Advice for New Entrepreneurs: How to Start A Small Business in the Sharing Economy

sharing economy

Guest Post by Dean Burgess from Excitepreneur.net

Have you heard of the sharing economy? While the term is still fairly new and many people are still unfamiliar with it, the sharing economy is poised to change the workforce as we know it. The sharing economy is on the news each day, and you might already be participating in it without even realizing it. For instance, if you’ve ever worked on a side project for a client or if you’ve ever used AirBNB, congratulations: You’ve participated in the sharing economy.

The sharing economy is defined by Forbes as jobs that take advantage of shared services and collaboration. This might include ridesharing (think: Lyft and Uber), renting your home on AirBNB, or freelancers and entrepreneurs who share office space in a coworking environment. Despite its title, the sharing economy doesn’t negate monetary exchange. In fact, many people are making hundreds or even thousands of dollars per month from the sharing economy. It can be a great way to boost your income, earn some quick cash, or even quit your day job and start your own business.

If you’re thinking of starting a small business or entering the sharing economy yourself, you’re in the right place. Here are some of our favorite tips for how to make the transition into entrepreneurship:

 

Becoming an Entrepreneur

Before you dive right into business ownership, it’s important to understand your strengths before taking on such a commitment. How can you tell if you’re ready for entrepreneurship? Gauge your work ethic and your personality traits. Typical big boss characteristics include self-discipline, tenacity, an eagerness to improve, and being a natural risk-taker — just a few of the signs you were born to run your own business. If you find yourself nodding in agreement, then keep reading for some advice on how to get the ball rolling.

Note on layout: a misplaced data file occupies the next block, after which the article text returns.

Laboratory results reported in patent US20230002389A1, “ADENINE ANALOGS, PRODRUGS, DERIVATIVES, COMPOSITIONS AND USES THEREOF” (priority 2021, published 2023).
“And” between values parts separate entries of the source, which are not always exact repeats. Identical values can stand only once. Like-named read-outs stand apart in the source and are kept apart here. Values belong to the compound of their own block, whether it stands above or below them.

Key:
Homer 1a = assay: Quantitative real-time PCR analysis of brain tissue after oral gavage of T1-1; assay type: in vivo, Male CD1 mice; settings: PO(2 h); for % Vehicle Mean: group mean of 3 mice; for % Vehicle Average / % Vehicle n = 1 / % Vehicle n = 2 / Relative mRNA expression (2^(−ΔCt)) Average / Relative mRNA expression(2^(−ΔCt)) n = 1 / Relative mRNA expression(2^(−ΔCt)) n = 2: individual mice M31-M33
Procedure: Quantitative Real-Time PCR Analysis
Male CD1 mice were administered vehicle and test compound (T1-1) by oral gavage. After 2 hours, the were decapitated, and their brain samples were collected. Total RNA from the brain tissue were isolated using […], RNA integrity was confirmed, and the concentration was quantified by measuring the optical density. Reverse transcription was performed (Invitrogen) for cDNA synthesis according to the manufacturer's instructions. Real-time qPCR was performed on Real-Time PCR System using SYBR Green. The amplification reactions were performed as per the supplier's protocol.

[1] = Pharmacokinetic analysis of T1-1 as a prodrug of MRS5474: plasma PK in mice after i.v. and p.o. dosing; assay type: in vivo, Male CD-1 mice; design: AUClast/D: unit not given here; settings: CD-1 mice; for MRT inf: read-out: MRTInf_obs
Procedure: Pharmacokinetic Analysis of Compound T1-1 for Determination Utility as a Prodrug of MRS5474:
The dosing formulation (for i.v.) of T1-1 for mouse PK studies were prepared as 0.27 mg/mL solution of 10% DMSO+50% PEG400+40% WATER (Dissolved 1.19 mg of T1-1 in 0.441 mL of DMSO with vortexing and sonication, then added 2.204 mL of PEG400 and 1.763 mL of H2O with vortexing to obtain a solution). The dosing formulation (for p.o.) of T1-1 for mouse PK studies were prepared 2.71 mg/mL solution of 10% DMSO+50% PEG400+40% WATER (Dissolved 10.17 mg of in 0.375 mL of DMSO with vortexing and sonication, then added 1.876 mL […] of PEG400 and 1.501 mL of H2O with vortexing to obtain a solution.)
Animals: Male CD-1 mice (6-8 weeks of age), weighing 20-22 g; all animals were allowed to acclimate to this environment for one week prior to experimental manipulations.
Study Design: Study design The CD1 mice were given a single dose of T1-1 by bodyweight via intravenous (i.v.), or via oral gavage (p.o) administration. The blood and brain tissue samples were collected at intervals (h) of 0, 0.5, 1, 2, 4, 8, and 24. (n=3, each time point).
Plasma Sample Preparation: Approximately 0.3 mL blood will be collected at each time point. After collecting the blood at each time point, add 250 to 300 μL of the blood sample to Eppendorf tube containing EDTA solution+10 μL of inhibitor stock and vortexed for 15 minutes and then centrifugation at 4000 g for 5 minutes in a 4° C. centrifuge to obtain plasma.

Making the Transition

When determining what type of career you’d like, it’s important to ask yourself a few questions. What work do you enjoy? What draws you to this type of collaborative entrepreneurship? Do you want to leave the office environment and work from home? Do you crave the freedom to choose your own hours while doing work you love? Once you’ve pinpointed your end goal, you can start small.

If you want to be a designer, start by Googling some online coding courses. Find something you like and purchase a class on Udemy. When you feel competent, start by freelancing or doing some work on the side as you work your way toward doing it fulltime.

 

Growing Your Business

As you grow your business, you’ll want to have a business plan and some action steps for success. You might consider working with a business mentor if you’re new to entrepreneurship. They can help you create a structured plan and hold you accountable.

An important aspect of business ownership is sales and marketing. You’ll need to have a marketing plan and a sales funnel in place to help you reach prospective clients—and convert them into paid customers. If this sounds intimidating at first, this article by Entrepreneur.com provides a plethora of advice.

 

A Common Mistake to Avoid

When growing a business, mistakes are inevitable and are often a great learning opportunity. However, you should try to avoid being everything to everyone. Have boundaries and stay focused on your target market and the skills you do best. It might sound counterintuitive but sometimes, saying no actually helps you manage time and sets you up for long-term success.